the top of the Billboard record charts.
The nickname also came
from Esposito being a long-time soldier in the local mob, and for a time, back
in the day, he had been the number one guy to call when the boss wanted to put
a bullet in someone.
Nicknames are big in
Either you are called
the diminutive of your Christian name, as in “Paulie” for Paul, or you are given
a nickname due to a characteristic of your physical looks or personality. While
some nicknames are complimentary, many are not flattering, and those tagged
with a moniker often do not care for it. But if the nickname is apt and sticks,
it will be how you’re known for life.
Terranova and I and
our wives enjoyed the comedy act, which featured Albert “Cheat Sheet Al”
Stevens. He was a stocky guy with an oversized head, and he had an irritating,
high pitch voice. We laughed at most of his jokes, but in my view, he was not
that original or innovative a comedian.
Like Terranova and I
and our wives, Al Stevens came from South Philly. Terranova was about four or
five years younger than Terranova and I, so I didn’t know him from the
neighborhood. He was a small kid when I enlisted in the U.S. Navy in 1970 when
I was 17.
Stevens, and prior to seeing his act, he told me the guy was hilarious when he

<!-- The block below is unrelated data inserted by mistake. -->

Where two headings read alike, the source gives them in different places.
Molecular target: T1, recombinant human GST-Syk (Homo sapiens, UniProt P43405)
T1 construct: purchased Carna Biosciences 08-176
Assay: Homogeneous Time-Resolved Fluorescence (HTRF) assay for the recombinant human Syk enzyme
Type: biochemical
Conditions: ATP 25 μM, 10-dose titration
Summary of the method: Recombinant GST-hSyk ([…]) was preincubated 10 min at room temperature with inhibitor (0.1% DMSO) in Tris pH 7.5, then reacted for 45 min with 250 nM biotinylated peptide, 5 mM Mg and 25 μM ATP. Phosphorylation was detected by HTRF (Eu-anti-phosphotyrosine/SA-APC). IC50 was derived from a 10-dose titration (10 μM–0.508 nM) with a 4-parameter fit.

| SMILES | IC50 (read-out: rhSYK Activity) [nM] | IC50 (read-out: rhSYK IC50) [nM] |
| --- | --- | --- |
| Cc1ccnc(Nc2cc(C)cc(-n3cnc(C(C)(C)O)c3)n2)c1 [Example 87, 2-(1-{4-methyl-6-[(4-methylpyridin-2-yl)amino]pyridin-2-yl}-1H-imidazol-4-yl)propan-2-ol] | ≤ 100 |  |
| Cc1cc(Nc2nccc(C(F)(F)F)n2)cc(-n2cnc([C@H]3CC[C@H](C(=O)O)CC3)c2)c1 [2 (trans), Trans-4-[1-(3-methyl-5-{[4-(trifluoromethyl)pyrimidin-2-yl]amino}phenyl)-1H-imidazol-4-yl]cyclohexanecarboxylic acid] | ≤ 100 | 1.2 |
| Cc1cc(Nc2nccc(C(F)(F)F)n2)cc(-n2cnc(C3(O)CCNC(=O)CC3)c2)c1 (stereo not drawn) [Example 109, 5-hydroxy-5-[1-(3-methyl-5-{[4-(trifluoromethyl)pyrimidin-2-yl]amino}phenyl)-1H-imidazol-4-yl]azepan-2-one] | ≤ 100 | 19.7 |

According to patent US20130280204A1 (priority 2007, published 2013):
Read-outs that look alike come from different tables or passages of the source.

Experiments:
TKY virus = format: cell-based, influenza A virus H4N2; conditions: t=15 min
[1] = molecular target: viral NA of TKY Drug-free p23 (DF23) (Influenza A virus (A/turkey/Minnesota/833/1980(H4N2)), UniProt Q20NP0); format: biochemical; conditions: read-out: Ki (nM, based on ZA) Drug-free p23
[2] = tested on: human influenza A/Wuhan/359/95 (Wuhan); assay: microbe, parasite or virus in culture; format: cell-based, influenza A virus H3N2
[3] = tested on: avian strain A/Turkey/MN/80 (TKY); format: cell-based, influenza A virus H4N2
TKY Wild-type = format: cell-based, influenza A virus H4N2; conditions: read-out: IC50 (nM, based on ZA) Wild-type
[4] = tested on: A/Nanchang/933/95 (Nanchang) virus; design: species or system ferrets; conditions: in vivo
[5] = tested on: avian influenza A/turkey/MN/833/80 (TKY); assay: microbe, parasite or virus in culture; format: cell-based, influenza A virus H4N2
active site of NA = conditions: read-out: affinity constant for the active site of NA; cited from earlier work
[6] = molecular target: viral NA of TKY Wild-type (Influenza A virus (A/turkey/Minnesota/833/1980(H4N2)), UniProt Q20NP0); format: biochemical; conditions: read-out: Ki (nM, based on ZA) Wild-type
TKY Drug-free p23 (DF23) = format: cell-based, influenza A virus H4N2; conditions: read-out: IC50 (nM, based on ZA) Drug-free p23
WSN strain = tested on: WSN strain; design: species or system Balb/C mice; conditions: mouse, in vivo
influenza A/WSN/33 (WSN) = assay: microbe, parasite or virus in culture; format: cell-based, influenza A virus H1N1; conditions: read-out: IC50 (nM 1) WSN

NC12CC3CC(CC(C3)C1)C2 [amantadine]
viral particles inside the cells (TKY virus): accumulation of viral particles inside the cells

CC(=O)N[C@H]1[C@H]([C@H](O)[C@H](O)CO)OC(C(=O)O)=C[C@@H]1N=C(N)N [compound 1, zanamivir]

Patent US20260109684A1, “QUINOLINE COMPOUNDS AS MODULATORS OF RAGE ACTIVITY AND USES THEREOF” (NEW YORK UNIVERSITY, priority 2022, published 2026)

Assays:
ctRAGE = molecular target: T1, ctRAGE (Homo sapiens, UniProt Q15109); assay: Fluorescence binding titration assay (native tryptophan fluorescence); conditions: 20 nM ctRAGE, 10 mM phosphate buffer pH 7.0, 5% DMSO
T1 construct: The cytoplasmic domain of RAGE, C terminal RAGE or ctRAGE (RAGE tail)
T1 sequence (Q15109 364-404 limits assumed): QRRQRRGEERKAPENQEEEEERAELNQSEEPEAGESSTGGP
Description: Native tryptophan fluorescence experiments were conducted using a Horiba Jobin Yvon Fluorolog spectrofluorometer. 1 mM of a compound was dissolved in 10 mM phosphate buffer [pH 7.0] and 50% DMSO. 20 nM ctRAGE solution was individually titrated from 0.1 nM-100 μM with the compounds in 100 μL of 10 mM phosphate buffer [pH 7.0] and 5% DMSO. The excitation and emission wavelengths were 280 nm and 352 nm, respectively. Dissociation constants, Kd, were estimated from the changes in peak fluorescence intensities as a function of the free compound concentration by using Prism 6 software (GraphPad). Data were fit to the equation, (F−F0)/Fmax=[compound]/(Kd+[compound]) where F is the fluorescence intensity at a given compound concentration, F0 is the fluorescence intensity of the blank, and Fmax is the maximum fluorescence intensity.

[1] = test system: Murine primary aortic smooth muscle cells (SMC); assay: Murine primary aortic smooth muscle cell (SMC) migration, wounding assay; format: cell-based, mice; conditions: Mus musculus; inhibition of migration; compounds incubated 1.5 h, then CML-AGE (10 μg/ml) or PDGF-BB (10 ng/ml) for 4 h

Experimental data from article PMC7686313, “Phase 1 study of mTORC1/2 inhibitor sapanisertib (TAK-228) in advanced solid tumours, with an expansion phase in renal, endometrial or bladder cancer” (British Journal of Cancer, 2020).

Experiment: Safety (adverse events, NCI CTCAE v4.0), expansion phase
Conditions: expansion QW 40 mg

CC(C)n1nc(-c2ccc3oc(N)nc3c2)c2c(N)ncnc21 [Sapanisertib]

was a kid.
His stage nickname was
derived from one of his gags. When a joke of his would bomb, he would pull out
his “cheat sheet,” look at it, and then tell the audience that he was right,
and they were wrong for not laughing. He did this gag several times during his
I had seen that gag
before, so it was not original.
After the show, Mark
Terranova took us all to the bar to meet Stevens. He introduced us all and told
Stevens that I was a columnist for the local paper.
He shook my hand
“Are you working
tonight?” he asked with a wide grin.
“No. I write a crime
column, not an entertainment one.”
He dropped my hand as
the grin disappeared and he turned quickly to Terranova, dismissing me as I
wasn’t able to promote his act. I felt the urge to smack the back of his big
I listened as Stevens
told Terranova how he had changed his stage name to “Cheat Sheet Al,” which
helped him attract comedy gigs and fans. He said he gone to Hollywood and made
a TV pilot, called – you guessed it - “Cheat Sheet Al.” The pilot was not picked
up by the network.
“I went for the brass
ring,” he told Terranova. “But I couldn't grab it.”
Stevens said he was
thankful that Nicky Esposito had offered him a job, as he was tired of being on
the road and he liked working back home in South Philly.
Terranova, nodded to our wives, and left the bar. We grabbed our coats and
headed out the door.
As we walked out the
door, we stopped and shook hands with Nicodemo Esposito, a short, grim elderly
man in a suit and tie.
“Nick, you old fucking